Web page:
Pool Electrical Components and Costs
If you’re in the process of getting a pool installed or are pricing out a pool, you’ll need to consider the costs associated with electricity. We have had quite a few customers who call us at the last minute because the pool company they are working with failed to mention that the electrical installation was not included. So what exactly do you need and how much will it cost?
At the bare minimum, you need at least 1 pool pump, at least 1 timer to control this pool pump, and a GFCI circuit to protect the pump. The pool is also required to be equipotentially bonded. Most customers do way more than the bare minimum. Some of the most common items with brief descriptions are as follows:
Filter Pump: The pump that circulates water throughout the pool, skimmers, main drain, and filter. The filter pump needs GFCI protection
Lights: 2-3 Lights are typically installed, these also need GFCI protection. Today, customers are adding more pool lighting because they are much smaller and now LED.
Receptacle: One 120V GFCI receptacle is required by the NEC between 6’ and 20’ of the pool
Equipotential Bonding: Your pool needs to be bonded to reduce voltage gradients in the area
Heat Pump: These units typically use the most energy of all the pool equipment and are designed to efficiently heat the pool
Salt Generator: Automatically manages the chlorine level of your pool by initially adding salt to the water
Automation System: Allows control of the water temperature, lights, pumps, and any other pool equipment you could want from your smartphone
Water feature pump: Pools with water features such as waterfalls or fountains need an additional pump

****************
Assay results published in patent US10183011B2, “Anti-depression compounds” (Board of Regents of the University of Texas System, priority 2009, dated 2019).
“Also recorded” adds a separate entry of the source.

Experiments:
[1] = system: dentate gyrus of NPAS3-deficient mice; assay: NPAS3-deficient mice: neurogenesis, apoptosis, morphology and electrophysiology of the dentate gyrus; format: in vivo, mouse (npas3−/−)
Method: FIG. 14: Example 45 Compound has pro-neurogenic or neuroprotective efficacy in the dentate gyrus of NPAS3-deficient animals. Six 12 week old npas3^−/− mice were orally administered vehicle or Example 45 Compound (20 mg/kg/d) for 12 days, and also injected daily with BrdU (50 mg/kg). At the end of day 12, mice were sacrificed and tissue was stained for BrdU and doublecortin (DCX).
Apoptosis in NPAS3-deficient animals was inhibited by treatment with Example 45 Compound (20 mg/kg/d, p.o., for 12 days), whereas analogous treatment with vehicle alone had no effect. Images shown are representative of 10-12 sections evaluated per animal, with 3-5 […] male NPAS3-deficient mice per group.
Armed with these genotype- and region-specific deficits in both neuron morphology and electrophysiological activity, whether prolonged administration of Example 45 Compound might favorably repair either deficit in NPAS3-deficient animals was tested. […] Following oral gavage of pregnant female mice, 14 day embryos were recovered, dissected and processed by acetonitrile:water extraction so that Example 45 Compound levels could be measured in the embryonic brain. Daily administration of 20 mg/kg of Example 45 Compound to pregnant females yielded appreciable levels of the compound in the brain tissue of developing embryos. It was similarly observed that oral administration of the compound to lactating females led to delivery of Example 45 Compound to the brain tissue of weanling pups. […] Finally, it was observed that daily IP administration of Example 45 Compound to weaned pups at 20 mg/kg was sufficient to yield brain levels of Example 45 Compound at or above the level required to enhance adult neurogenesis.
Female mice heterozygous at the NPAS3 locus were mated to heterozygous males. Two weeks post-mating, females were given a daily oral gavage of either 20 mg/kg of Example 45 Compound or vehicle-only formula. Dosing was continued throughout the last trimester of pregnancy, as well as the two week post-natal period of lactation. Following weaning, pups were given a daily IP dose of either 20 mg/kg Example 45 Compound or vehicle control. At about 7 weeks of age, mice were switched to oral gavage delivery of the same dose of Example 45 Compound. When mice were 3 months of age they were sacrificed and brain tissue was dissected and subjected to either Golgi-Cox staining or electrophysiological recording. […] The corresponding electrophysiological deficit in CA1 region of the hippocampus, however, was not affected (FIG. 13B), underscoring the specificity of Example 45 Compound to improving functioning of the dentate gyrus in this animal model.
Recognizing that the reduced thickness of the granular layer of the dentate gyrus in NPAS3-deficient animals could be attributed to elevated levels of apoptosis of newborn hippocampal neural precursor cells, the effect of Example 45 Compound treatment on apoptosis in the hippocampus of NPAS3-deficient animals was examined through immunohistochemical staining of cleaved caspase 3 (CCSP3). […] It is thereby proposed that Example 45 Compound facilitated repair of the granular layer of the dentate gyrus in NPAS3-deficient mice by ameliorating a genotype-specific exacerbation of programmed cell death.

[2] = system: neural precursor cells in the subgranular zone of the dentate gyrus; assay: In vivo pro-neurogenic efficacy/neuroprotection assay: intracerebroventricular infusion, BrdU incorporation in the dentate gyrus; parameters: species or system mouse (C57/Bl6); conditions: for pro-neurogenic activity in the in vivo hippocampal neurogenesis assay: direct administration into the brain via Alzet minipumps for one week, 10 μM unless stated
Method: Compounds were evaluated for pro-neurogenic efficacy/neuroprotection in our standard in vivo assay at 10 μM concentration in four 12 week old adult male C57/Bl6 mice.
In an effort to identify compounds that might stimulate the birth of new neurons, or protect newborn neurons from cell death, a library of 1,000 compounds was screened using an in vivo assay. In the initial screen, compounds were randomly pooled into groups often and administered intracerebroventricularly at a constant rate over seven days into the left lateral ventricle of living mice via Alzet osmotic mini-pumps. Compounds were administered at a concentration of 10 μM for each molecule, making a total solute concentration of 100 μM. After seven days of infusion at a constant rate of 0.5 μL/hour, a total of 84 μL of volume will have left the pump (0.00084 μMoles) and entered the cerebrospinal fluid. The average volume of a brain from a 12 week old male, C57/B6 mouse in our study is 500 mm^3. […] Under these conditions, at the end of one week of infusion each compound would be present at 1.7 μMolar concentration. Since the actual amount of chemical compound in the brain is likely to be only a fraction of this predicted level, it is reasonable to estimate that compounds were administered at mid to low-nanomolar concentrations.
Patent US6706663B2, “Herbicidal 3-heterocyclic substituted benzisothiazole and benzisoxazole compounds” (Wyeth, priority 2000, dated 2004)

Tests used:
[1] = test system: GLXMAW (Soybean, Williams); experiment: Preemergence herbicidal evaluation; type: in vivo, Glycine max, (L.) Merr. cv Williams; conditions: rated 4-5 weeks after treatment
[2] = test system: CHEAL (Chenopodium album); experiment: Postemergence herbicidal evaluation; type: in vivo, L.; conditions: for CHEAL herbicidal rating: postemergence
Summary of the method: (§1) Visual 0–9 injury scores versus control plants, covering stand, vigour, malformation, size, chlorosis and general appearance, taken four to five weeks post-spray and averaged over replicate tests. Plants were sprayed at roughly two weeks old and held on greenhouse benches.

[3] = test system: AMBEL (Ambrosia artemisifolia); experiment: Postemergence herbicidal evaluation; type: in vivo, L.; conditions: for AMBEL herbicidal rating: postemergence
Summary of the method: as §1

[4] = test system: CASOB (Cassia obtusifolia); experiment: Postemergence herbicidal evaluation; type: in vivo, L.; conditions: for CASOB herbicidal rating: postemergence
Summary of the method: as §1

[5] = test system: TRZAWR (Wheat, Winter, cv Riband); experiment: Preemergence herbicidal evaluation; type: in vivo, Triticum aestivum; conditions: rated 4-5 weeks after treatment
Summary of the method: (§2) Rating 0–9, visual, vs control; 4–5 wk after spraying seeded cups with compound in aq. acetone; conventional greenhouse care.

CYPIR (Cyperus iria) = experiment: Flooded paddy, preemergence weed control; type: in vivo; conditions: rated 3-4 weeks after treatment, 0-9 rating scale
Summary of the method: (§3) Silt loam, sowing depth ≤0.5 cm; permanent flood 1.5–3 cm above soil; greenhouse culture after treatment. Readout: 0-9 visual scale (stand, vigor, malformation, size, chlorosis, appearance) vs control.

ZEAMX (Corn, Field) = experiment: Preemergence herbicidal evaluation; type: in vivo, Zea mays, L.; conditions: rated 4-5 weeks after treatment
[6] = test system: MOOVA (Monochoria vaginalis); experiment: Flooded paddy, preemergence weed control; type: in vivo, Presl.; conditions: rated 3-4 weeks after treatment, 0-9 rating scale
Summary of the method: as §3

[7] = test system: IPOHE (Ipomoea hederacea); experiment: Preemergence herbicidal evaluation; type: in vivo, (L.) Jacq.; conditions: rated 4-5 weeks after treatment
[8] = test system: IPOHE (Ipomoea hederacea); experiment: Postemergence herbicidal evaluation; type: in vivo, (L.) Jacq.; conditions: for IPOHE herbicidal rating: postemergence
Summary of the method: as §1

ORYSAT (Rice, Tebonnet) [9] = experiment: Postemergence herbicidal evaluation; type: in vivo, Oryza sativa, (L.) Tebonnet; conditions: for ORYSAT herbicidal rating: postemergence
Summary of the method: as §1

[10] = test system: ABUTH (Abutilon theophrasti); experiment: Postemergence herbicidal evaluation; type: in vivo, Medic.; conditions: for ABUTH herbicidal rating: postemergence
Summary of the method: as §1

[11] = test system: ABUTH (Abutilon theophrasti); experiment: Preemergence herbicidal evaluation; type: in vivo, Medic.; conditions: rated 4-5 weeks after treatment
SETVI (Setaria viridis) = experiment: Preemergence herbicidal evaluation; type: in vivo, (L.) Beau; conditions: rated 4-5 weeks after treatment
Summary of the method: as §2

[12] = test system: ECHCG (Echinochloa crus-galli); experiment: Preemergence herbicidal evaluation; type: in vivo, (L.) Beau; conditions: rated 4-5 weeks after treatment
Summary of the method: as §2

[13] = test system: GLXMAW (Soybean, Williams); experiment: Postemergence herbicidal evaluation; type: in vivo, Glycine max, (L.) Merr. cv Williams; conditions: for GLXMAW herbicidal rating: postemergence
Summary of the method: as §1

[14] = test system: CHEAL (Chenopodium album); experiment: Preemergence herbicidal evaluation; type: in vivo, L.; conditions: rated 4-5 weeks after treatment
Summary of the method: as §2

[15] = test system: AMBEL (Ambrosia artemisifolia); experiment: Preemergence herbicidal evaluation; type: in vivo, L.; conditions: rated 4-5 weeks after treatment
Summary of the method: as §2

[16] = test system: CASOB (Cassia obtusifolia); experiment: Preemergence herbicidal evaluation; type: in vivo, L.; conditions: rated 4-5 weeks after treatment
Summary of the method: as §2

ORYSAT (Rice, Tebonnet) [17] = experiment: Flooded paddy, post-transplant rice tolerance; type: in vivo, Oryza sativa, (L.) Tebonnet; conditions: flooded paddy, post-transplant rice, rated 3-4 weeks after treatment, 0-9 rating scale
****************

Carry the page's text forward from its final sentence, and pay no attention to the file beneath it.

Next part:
What will this all cost? In short, the more equipment you have, the more the installation will cost. Adding a heat pump increases the cost of installation because of the demand of the unit. Typically, when a heat pump is part of the package, a complete 100A pool panel is installed outside. Aside from that, the price depends on where the equipment is relative to the main electrical panel in your home.
There are MANY variables, the following are the most costly;
Can your current electrical service handle the load of the pool equipment? If not, you’ll need to upgrade your service (typically to 200A).
Do you have an overhead service that will interfere with the pool? If you do, you’ll need to have that moved underground.
We have installed full electric systems for pools for as little as $800 and as much as $18,000. For reference, assuming your current service can handle the load and there is no overhead lines near the pool, a new in ground pool with a filter pump, heat pump, lights, salt generator, and automation system runs between $2800 – $7000.
For more information on pool equipment explained, head to Pool Wiring. If you’re on Long Island and need the electric for your pool installed by possibly the most experienced company in the field, I hope you give us a call. Either way I hope this article helped you better understand what you might need.
Here are some of the more recent pools we’ve wired:
Thanks for reading!